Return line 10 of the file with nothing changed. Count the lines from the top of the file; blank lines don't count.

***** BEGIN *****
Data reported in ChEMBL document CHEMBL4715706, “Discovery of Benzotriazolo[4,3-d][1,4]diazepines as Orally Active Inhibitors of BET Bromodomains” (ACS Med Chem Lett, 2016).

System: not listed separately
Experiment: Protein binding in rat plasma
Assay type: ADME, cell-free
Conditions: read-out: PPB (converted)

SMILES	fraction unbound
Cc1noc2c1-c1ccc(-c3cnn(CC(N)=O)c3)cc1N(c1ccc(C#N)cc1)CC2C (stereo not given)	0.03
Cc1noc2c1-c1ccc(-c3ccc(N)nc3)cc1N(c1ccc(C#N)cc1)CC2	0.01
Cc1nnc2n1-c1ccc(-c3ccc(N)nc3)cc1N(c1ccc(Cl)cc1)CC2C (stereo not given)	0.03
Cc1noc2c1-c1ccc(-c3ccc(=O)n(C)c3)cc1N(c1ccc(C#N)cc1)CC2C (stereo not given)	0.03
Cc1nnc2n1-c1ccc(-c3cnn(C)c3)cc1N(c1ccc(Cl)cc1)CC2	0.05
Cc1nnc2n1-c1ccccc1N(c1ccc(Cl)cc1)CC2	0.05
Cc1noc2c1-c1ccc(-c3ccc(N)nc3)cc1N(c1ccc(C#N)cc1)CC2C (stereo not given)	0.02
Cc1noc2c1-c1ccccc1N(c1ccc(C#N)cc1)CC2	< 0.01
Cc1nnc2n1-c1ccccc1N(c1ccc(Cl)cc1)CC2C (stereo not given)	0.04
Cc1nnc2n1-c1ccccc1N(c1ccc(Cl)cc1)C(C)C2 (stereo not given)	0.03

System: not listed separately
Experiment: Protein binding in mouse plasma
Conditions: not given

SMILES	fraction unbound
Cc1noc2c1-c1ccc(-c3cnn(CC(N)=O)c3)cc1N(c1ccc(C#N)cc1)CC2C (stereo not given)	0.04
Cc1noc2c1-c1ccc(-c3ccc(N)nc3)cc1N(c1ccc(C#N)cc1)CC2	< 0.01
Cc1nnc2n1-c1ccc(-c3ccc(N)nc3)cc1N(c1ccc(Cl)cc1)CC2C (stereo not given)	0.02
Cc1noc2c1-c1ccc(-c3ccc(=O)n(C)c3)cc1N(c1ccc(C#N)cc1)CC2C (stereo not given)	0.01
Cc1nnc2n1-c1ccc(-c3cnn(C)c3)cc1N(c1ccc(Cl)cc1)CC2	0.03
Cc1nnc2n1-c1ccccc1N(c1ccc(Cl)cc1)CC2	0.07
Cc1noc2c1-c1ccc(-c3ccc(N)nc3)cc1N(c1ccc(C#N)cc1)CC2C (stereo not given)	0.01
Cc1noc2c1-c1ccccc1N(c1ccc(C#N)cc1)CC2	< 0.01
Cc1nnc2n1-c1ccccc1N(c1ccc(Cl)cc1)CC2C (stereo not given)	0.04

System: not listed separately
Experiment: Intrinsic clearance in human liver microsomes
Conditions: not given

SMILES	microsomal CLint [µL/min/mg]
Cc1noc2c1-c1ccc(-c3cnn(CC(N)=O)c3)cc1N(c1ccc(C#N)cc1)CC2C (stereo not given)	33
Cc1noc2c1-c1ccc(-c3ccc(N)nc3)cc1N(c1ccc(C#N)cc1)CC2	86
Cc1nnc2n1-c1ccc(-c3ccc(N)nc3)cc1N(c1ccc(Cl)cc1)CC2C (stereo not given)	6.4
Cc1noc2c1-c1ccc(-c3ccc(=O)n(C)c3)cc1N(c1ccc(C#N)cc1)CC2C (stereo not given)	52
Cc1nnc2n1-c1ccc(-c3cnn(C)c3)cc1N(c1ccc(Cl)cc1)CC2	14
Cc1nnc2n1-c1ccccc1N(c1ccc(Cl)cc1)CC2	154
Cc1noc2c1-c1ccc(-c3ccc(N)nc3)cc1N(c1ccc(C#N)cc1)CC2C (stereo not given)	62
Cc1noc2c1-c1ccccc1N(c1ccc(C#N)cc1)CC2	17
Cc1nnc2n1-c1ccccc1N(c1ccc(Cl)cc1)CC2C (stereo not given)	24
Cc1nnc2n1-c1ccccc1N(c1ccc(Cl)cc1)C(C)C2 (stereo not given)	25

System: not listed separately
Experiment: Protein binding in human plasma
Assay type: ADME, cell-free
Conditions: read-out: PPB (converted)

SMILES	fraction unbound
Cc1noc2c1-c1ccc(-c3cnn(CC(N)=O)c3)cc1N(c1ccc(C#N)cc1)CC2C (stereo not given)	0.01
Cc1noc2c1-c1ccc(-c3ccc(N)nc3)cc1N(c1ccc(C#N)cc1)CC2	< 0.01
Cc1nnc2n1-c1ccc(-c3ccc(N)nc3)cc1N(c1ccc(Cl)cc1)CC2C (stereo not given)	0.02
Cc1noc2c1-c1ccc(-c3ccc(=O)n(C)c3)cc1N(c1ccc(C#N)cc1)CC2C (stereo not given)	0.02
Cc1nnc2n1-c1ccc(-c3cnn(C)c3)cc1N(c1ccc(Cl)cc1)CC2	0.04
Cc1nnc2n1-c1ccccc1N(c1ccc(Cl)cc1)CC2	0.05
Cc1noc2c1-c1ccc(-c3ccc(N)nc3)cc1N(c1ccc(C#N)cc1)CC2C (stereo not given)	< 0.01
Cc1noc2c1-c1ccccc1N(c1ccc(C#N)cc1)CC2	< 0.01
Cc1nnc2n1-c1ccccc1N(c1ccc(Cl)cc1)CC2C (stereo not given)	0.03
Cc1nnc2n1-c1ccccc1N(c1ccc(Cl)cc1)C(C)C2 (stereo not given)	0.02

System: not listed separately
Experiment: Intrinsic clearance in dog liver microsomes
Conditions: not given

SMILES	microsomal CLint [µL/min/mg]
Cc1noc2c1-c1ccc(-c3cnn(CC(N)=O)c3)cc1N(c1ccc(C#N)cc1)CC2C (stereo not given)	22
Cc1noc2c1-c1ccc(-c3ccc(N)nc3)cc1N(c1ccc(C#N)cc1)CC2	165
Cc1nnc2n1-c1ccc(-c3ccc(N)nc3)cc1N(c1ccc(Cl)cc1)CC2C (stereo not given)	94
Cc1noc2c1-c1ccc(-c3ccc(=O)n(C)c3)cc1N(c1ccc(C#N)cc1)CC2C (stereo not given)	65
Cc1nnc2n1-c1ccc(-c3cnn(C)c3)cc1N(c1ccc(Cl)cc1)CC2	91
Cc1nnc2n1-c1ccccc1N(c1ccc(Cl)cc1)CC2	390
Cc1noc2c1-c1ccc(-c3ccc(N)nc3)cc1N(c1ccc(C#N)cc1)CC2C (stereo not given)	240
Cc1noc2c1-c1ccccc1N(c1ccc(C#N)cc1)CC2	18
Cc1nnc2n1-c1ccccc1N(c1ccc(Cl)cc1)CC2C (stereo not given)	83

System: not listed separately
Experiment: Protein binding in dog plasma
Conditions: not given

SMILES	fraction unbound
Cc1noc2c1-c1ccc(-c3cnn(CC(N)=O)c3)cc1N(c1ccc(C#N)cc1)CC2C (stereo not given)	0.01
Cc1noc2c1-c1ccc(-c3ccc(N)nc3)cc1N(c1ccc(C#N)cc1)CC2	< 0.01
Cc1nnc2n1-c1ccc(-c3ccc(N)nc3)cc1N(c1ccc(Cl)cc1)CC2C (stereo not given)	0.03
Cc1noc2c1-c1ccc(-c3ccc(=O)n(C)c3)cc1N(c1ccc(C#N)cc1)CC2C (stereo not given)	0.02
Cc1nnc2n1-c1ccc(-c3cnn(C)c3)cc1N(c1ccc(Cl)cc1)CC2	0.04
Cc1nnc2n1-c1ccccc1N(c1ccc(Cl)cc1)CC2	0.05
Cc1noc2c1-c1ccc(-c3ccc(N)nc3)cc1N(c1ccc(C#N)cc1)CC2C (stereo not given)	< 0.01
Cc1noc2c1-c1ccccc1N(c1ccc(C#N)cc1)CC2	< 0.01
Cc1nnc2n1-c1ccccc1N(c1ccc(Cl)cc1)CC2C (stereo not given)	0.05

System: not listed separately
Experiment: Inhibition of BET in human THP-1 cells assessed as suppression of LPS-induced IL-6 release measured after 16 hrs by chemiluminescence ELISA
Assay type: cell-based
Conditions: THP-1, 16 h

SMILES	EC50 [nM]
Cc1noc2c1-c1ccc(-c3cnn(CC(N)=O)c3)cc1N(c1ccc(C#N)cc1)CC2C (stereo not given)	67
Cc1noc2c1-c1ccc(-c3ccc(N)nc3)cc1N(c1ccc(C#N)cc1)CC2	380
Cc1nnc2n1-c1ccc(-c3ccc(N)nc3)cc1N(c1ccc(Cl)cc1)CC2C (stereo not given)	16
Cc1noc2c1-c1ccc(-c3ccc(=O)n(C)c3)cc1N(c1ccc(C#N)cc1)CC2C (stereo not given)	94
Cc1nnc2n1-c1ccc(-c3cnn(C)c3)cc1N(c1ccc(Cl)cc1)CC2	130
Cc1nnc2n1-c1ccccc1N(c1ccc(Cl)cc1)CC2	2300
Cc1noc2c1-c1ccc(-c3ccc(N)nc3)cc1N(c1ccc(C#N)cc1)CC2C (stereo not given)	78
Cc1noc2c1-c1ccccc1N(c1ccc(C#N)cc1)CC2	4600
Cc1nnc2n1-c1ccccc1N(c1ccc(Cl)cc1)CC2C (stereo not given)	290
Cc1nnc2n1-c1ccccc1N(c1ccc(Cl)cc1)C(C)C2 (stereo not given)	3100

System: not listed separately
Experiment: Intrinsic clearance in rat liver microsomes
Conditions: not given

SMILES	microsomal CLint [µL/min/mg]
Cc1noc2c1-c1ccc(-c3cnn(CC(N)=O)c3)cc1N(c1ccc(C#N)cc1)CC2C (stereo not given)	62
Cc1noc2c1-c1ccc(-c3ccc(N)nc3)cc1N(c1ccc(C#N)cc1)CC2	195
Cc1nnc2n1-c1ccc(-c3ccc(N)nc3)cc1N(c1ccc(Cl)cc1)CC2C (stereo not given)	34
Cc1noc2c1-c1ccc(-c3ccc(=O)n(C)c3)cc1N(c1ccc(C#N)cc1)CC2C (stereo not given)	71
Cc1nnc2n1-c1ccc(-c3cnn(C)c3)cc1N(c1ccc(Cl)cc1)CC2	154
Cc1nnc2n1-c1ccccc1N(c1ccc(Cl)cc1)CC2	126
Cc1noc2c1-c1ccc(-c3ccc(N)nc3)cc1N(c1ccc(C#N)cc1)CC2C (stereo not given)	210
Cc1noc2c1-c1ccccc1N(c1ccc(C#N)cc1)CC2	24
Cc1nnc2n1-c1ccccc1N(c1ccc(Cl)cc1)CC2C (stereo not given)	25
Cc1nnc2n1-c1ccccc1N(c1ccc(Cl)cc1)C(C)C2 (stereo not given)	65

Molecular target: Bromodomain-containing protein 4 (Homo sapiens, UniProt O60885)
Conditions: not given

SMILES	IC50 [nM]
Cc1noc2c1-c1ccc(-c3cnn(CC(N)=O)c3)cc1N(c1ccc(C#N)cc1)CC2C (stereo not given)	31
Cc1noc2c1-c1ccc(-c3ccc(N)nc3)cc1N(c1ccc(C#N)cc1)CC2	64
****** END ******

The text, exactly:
Cc1noc2c1-c1ccc(-c3ccc(=O)n(C)c3)cc1N(c1ccc(C#N)cc1)CC2C (stereo not given)	0.03